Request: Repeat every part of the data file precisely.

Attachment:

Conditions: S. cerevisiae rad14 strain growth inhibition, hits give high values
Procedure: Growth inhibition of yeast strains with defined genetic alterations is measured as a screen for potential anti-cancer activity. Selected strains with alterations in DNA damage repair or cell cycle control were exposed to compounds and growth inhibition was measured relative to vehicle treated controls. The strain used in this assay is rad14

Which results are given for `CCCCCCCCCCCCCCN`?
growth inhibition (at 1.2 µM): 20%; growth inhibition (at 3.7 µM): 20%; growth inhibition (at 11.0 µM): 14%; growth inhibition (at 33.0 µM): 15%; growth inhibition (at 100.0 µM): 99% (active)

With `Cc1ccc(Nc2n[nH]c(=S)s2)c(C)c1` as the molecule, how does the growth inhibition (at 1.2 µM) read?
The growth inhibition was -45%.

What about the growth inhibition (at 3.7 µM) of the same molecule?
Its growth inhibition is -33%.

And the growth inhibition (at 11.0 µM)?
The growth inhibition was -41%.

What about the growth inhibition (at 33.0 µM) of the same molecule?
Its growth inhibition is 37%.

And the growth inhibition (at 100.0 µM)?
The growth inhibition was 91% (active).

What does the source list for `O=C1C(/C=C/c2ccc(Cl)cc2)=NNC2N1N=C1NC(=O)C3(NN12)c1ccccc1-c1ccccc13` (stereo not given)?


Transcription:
Conditions: S. cerevisiae rad14 strain growth inhibition, hits give high values
Procedure: Growth inhibition of yeast strains with defined genetic alterations is measured as a screen for potential anti-cancer activity. Selected strains with alterations in DNA damage repair or cell cycle control were exposed to compounds and growth inhibition was measured relative to vehicle treated controls. The strain used in this assay is rad14

Which results are given for `CCCCCCCCCCCCCCN`?
growth inhibition (at 1.2 µM): 20%; growth inhibition (at 3.7 µM): 20%; growth inhibition (at 11.0 µM): 14%; growth inhibition (at 33.0 µM): 15%; growth inhibition (at 100.0 µM): 99% (active)

With `Cc1ccc(Nc2n[nH]c(=S)s2)c(C)c1` as the molecule, how does the growth inhibition (at 1.2 µM) read?
The growth inhibition was -45%.

What about the growth inhibition (at 3.7 µM) of the same molecule?
Its growth inhibition is -33%.

And the growth inhibition (at 11.0 µM)?
The growth inhibition was -41%.

What about the growth inhibition (at 33.0 µM) of the same molecule?
Its growth inhibition is 37%.

And the growth inhibition (at 100.0 µM)?
The growth inhibition was 91% (active).

What does the source list for `O=C1C(/C=C/c2ccc(Cl)cc2)=NNC2N1N=C1NC(=O)C3(NN12)c1ccccc1-c1ccccc13` (stereo not given)?